"May the Passion of Christ be always in our hearts"

 (St. Paul of the Cross, CP)


What do I see when I first gaze on the Cross? I see something similar to looking at both sides of a coin.


The first thing I see is the horrible reality of sin discharged against the Son of God. Sin is a mystery and this mystery reaches its greatest manifestation when it lashes out at the Son of God, which leads to His death.





As St Paul says: "For our sake he made Him to be sin who did not know sin, so that we might become the righteousness of God in Him. (2 Corinthians 5:21) Every sin is expressed in the body of Christ hanging on the cross. Jesus also makes reference to this ugly aspect of the cross when he says: "just as Moses lifted up the serpent in the desert, so must the Son of Man be lifted up, so that everyone who believes in him may have eternal life." (John 3:14-15)

The backdrop of this reference of Jesus is found in Numbers:


The people complained against God and Moses, "Why have you brought us up from Egypt to die in the wilderness, where there is no food or water? We are disgusted with this wretched food!'

So the Lord sent among the people seraph serpents, which bit the people so that many of the Israelites died. Then the people came to Moses and said, “We have sinned in complaining against the Lord and you. Pray to the Lord to take the serpents from us. So Moses prayed for the people, and the Lord said to Moses: Make a seraph and mount it on a pole, and everyone who has been bitten will look at it and recover. Accordingly Moses made a bronze serpent and mounted it on a pole, and whenever the serpent bit someone, the person looked at the bronze serpent and recovered.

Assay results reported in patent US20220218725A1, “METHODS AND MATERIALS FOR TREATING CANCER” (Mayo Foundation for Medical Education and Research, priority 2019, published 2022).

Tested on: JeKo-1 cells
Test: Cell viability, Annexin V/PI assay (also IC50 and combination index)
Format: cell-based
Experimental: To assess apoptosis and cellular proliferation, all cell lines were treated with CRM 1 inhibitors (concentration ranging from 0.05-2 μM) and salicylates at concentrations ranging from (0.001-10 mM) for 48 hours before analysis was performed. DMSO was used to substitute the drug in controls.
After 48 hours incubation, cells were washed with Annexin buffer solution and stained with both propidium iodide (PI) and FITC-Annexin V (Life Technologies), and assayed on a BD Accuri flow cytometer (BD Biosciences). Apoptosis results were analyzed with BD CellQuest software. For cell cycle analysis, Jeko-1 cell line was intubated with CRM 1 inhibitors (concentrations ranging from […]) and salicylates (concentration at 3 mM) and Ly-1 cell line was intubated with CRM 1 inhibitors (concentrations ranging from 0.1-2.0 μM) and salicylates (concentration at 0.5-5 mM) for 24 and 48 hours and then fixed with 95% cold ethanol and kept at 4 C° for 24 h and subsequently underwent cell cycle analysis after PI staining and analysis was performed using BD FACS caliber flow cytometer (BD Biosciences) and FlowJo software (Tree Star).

(Numbers 21:5-9)


The serpent knows where the cracks are to go into; in the same way, the Evil One knows where our weakest areas are in our life to tempt us and inject his fatal venom into our soul if we are caught off guard. Also it is known that serpents can hypnotize its victims. But the Lord comes to our rescue shocking us out of our hypnotic trance into the reality of the nature of sin and its tragic consequence for our life when it is expressed on the cross in all its ugly reality.


The rebuttals, the mockery, the scorning, the spitting, the scourging, the crown of thorns, the ripping off of his garments exposing his naked body, the nailing of the hands and feet to the cross, the piercing of His side….all have something to say about sins committed by humanity. Ultimately, condemning Christ, the Son of God, is the rejection of God to be present in our life, who wants to carry on completing us through his creative work, shaping us into being what we are called to be in all its fullness and plenitude. It also leads people to mock, persecute, slander and condemn even to death, those who try faithfully to follow Him. It's rejecting the "7th" Day in our life, the number symbolizing perfection for the Hebrews that completes us as truly human beings, when God rests in the depth of our being, as expressed in the book of Genesis:


On the seventh day God completed the work he had been doing; he rested on the seventh day from all the work he had undertaken. God blessed the seventh day and made it holy, because on it he rested from all the work he had done in creation. (Genesis 2:2-3)